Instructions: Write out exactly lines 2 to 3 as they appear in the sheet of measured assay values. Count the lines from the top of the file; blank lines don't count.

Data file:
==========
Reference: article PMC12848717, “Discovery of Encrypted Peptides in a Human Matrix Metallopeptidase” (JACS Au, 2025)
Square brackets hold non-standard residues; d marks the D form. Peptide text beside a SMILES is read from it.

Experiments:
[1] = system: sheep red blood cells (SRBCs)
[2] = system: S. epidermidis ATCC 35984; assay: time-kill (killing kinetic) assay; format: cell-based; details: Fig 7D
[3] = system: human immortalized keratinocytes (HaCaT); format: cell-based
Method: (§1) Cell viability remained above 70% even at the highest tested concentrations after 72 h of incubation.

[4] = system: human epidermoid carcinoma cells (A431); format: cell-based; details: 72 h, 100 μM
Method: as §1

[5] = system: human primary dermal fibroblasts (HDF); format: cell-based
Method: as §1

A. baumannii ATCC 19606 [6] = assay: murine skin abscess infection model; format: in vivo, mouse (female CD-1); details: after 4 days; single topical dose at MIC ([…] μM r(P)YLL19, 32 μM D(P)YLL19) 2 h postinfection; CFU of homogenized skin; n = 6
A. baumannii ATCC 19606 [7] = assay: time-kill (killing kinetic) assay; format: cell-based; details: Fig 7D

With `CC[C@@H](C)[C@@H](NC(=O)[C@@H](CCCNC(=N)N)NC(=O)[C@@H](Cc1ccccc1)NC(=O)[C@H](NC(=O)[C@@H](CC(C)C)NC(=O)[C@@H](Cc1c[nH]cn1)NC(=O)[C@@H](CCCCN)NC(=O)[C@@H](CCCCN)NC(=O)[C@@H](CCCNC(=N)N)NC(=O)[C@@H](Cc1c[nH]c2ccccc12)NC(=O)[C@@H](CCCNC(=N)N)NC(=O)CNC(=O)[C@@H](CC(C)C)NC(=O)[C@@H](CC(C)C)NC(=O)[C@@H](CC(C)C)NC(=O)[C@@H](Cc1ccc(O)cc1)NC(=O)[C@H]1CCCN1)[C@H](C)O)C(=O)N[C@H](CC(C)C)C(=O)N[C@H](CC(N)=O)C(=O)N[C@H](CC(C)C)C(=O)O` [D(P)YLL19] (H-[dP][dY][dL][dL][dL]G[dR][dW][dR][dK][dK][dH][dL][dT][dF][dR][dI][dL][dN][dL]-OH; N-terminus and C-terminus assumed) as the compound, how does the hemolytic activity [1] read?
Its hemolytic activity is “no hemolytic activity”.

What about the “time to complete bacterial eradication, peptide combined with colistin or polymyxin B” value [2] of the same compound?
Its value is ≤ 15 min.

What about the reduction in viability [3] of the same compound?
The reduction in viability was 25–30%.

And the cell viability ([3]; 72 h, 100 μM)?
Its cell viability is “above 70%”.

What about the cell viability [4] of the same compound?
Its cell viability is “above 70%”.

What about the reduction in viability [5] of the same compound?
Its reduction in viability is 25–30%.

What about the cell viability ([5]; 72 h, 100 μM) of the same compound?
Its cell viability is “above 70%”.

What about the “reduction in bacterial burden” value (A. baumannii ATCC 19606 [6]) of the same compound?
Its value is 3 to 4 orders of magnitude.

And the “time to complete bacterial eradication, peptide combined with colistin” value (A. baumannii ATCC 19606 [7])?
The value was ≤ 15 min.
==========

Square brackets hold non-standard residues; d marks the D form. Peptide text beside a SMILES is read from it.

Experiments: